Review: Rob Lord
VEBA is described as the first lady of Grand Central. Personally,
I give that honour to Kate Rogers, who starred in her own Kate
Rogers vs Grand Central album.
Veba is a different singer to Kate. Kate provides the sultry,
soft vocals and Veba provides the more powerful, soul vocals.
This compilation showcases Veba’s work with various Grand
Central artists, though this is mainly Rae & Christian or
Mark Rae. There’s no AIM or Jon Kennedy here.
Having seen Veba live, I can honestly say she fills the room
with her presence - her voice booms out, and she is a floor shaker.
And that’s exactly what she does here.
With the majority of the tracks, you stop listening to the music
and just hear Veba. She roars and rumbles across the tracks and
for the most part, it's music to my ears.
There are two mixes of the Rae & Christian classic, Spellbound.
The old English mix seems to lack any bite, and although it plods
along nicely, it’s a bit of a damp squid.
The other mix, the Rae & Christian Central Heating Mix,.
is much better. The music matches the pace of Veba’s delivery.
It breaks and builds to a crescendo, the classic flute section
floating over the top. This is a mix to complement Veba’s
style, and feels like a more complete song.
Rae & Christian’s All I Ask, Swansong
and Fool are all great vehicles for Veba. Her voice really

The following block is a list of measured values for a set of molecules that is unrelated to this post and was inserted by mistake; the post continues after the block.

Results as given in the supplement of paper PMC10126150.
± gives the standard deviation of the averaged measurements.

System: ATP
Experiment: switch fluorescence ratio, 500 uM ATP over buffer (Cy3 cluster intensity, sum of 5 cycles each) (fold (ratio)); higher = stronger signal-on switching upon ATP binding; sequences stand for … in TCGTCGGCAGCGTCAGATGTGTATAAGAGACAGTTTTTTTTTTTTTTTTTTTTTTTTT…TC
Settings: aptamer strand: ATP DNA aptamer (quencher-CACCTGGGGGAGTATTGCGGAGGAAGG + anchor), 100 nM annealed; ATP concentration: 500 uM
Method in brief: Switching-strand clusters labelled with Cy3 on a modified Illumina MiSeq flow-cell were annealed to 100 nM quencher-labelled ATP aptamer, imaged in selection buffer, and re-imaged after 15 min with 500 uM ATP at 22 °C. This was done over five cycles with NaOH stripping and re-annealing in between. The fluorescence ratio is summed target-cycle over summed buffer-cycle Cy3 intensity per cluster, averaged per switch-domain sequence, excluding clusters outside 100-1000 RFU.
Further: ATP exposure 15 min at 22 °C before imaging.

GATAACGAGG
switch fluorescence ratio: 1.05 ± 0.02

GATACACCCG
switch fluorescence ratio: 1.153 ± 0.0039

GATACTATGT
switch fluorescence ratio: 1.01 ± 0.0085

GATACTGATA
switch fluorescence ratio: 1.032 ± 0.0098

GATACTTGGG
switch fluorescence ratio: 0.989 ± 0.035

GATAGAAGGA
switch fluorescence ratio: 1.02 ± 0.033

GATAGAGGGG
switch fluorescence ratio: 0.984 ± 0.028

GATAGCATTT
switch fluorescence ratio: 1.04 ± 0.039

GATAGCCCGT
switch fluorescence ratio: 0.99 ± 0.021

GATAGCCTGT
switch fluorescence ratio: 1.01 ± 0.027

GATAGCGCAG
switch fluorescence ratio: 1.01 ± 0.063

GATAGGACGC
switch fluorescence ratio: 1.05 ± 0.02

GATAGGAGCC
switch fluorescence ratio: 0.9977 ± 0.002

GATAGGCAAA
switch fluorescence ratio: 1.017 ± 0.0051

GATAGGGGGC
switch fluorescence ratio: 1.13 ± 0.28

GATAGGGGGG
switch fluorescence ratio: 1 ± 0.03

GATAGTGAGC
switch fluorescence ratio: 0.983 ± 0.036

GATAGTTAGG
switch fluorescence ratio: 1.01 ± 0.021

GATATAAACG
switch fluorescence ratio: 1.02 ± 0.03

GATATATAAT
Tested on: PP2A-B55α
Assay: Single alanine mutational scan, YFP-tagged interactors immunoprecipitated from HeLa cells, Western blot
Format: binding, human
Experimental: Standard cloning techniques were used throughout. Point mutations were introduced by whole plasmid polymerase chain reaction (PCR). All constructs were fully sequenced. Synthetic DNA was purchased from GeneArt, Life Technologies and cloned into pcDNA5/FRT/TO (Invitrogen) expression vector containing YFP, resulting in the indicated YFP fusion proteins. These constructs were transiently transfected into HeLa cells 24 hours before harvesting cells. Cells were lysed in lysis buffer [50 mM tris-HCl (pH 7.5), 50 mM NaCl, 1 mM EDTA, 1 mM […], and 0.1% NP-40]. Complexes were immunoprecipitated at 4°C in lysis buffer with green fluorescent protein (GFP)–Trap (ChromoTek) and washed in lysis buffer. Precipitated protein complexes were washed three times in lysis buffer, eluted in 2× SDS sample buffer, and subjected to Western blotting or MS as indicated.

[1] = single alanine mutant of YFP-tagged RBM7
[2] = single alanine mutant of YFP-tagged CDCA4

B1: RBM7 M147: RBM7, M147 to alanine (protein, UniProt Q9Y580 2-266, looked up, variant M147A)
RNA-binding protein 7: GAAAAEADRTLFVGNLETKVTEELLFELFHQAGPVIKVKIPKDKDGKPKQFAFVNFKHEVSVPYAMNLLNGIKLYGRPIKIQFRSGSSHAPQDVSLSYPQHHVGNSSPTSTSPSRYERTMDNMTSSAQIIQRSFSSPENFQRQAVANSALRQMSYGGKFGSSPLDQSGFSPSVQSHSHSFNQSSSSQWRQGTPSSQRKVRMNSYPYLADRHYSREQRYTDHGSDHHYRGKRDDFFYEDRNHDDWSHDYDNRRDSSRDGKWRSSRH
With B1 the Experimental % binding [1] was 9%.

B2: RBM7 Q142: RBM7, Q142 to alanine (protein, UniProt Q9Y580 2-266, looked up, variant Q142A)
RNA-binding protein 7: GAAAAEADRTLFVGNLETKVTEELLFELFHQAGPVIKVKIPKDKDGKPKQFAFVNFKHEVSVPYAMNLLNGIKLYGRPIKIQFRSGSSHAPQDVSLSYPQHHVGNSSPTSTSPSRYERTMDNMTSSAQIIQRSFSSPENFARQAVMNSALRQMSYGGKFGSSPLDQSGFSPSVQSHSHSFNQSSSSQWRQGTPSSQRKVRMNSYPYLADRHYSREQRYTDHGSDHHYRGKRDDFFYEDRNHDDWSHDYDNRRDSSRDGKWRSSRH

towers against the haunting beats. Beautifully produced, Veba.
Mark Rae’s Lavish kicks in slightly faster than
most, sounding up to date and with a sense of purpose Veba effortlessly
soars over the breaking beat and samples. This is classic Grand
Central. Mark Rae cuts the tune in and out, up and down. Excellent.
On the other two contributions from Mark Rae, Without You
Now and Fold or Flower, Veba steals the show.
I can’t remember the music; I just have Veba’s vocals
bouncing off the walls inside my head. If I’m forced to
remember the music I’d say Without You Now is slowed
down disco ditty and Fold or Flower is a faced paced
disco ditty, but does that really matter?
Tony D’s only contribution, Don’t Want To Lose
You, is a more sombre affair. Veba is toned down, preferring
to almost whisper at times. More tortured, it adds balance against
the mainly upbeat nature of the CD.
Fingathing don’t do vocal tracks, so Slippin is
their only one.
The typical bass line plucks and cuts through the beats. Veba
rises above and fights the bass. She adds the lighter part to
a dark track. The chorus absolutely blows through the speaker.
There’s just something about that double bass of theirs.
If this CD is about Veba, then this track is about Fingathing.
Veba makes her appearance, but in the end she’s blown away.
I can’t get enough of that bass.
Only Child gets a look in with Addicted, all squelching
bass and off key piano. This is not his finest moment and feels
a bit too Saturday night for my liking.
Veba vs Grand Central will take you on a journey through
old Grand Central to new, through beats to disco, all the time
ensuring that Veba remains consistently on form.
My only complaint is that I have most of these tracks. There’s
not a lot new here, though if you’re a first-timer who wants
to meet Veba, then this provides a perfect introduction.